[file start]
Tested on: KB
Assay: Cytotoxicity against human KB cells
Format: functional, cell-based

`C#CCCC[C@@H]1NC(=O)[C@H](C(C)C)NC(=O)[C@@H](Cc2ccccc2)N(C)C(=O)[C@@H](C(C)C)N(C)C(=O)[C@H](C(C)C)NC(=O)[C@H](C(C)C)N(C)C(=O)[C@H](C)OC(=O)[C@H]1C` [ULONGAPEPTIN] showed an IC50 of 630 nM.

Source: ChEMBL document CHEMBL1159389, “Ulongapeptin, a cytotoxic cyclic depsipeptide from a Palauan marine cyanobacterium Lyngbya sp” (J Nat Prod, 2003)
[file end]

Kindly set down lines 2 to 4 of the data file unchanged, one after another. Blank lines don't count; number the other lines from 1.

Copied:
Assay: Cytotoxicity against human KB cells
Format: functional, cell-based

`C#CCCC[C@@H]1NC(=O)[C@H](C(C)C)NC(=O)[C@@H](Cc2ccccc2)N(C)C(=O)[C@@H](C(C)C)N(C)C(=O)[C@H](C(C)C)NC(=O)[C@H](C(C)C)N(C)C(=O)[C@H](C)OC(=O)[C@H]1C` [ULONGAPEPTIN] showed an IC50 of 630 nM.